This is exactly what the FCC concluded in the early 1980s in its seminal Computer II decisions when it first drew what it called a “bright line” between the newly emerging online services – then called “enhanced services” but now “information services” without any material change in definition – and basic telecommunications services. There the Commission established the policy of non-regulation for information services as distinct from common carrier regulation of telecommunications services. Importantly for present purposes, the Commission declared that its deregulatory policy preempted inconsistent state regulation so that the online services could grow free from state economic regulation that would stifle their growth. The FCC’s preemptive authority was upheld by the D.C. Circuit in Computer & Communications Industry Ass’n v. FCC in 1982.

Likewise, the FCC’s preemptive authority regarding state regulation incompatible with federal policy was affirmed by the Court of Appeals for the Ninth Circuit upon review of the agency’s late 1980s Computer III proceedings. The FCC had relaxed some of the requirements applicable to the Bell Companies provision of information services – moving from a strict structural separation regime to one employing nonstructural safeguards – and preempted state regulations that would have imposed more stringent mandates. Significantly, in California v. FCC (1994), the court declared: “The FCC has presented adequate record support for its conclusion that because of economic and operational factors, enhanced service providers would separate their facilities for service that are offered both interstate and intrastate, thereby essentially negating the FCC’s goal of allowing integrated provision of both enhanced and basic services.”

With this backdrop in mind, it should not be surprising – nor is it insignificant – that when Congress enacted the Telecommunications Act in 1996 it declared it to be federal policy “to preserve the vibrant and free market that presently exists for Internet and other interactive computer services” and further that information services should remain “unfettered by Federal or state regulation.’ 47 U.S.C. Section 230. In essence, Congress stated clearly that information services should continue to be subject to the deregulatory policy established in the early 1980s in Computer II and that this is a matter of national policy.

Of course, there have been many, many more pronouncements along the way to the same effect, by both the FCC and the courts. So, the FCC’s declaration in the Restoring Internet Freedom Order – like Congress’s declaration in the 1996 Telecommunications Act – should in no way be surprising. Indeed, the surprise would have been had there been no such declaration.

Here is what the FCC stated in the RIF Order:

Federal courts have uniformly held that an affirmative federal policy of deregulation is entitled to the same preemptive effective as a policy of regulation. In addition, allowing state or local regulation of Internet access service could impair the provision of such service by requiring each ISP to comply with a patchwork of separate and potentially conflicting requirements across all of the jurisdictions in which it operates.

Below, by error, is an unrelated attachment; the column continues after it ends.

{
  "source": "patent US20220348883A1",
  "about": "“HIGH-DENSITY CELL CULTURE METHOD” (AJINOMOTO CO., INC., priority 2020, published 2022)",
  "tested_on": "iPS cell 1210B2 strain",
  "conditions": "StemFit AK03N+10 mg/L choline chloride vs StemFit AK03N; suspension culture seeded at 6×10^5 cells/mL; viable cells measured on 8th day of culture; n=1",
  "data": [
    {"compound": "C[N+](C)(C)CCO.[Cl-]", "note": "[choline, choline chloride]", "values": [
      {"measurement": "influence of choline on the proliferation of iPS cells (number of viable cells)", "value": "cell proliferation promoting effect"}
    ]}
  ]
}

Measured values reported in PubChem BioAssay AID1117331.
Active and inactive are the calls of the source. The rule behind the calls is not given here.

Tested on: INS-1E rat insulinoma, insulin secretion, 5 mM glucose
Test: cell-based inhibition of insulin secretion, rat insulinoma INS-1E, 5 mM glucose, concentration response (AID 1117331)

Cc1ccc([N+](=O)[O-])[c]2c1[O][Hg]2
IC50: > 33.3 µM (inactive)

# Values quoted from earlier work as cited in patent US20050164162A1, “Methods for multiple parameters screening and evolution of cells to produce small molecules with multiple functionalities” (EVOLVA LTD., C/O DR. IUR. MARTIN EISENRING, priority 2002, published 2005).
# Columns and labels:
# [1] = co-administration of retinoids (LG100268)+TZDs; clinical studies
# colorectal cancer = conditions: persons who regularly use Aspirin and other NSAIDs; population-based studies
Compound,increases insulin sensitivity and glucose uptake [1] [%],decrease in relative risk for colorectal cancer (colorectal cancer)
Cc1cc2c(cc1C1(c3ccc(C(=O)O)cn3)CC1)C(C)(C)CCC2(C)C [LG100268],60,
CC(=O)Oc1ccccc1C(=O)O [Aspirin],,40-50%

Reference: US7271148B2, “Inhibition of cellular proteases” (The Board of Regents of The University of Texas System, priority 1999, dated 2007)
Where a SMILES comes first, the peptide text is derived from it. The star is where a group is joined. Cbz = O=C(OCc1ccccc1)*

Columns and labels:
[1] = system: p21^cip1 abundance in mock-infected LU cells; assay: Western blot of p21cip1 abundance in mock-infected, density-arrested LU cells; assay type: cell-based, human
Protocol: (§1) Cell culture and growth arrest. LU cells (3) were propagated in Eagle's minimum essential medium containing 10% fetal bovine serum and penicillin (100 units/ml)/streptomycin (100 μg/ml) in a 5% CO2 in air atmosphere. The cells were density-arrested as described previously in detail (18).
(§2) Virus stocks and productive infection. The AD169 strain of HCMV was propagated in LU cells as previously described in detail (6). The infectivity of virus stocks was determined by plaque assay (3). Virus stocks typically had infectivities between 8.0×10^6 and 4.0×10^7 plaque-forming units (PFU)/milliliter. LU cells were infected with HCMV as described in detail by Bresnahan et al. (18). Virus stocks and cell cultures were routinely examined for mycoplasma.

The FCC went on to explain that it is “well-settled that Internet access service is a jurisdictionally interstate service because ‘a substantial portion of Internet traffic involves accessing interstate and foreign websites.’” And then, once again significantly: “Because both interstate and intrastate communications can travel over the same Internet connection (and indeed may do so in response to a single query from a consumer), it is impossible or impracticable for ISPs to distinguish between intrastate and interstate communications over the Internet or to apply different rules in each circumstance.” In this situation, state actions that have the effect of regulating and burdening an inherently interstate service are impermissible under the Commerce Clause.

It should be crystal clear from the foregoing that, dating back to the landmark Computer II decisions, there is a long history supporting the Commission’s declared intent to preempt inconsistent state public utility-like economic regulation that conflicts with the national policy that Internet providers should not be subject to a patchwork of conflicting state regulation, whether in the form of laws, executive orders, or other regulatory impositions.

I should reiterate once again, as I did in  “Thinking Things Through – Maintain That Line,” that the exercise of the Commission’s preemptive authority does not leave consumers or competitors unprotected or without recourse with regard to claims of alleged abusive ISPs practices. Not only will they have recourse to the Federal Trade Commission, with its consumer protection and competition authority, and the Department of Justice, with its antitrust authority, but they will have recourse as well to state laws and regulations, including consumer protection laws, of general jurisdiction. As the FCC stated in 2004 in the Vonage Preemption Order, the federal deregulatory policy regarding information services “refers primarily to economic public utility-type regulation, as opposed to generally applicable commercial consumer protection statutes, or similarly generally applicable state laws.”

So, in sum, just as one fundamental principle requires maintaining the deregulatory line that prevents today’s Internet service providers from being regulated like public utilities, another, correlative fundamental principle requires that, in order for Internet services to continue to thrive and to respond to consumer demands in a fast-changing marketplace, the FCC’s deregulatory policy must be applied on a national basis.

It should be evident that these two long-standing principles – first articulated almost four decades ago – have stood the test of time.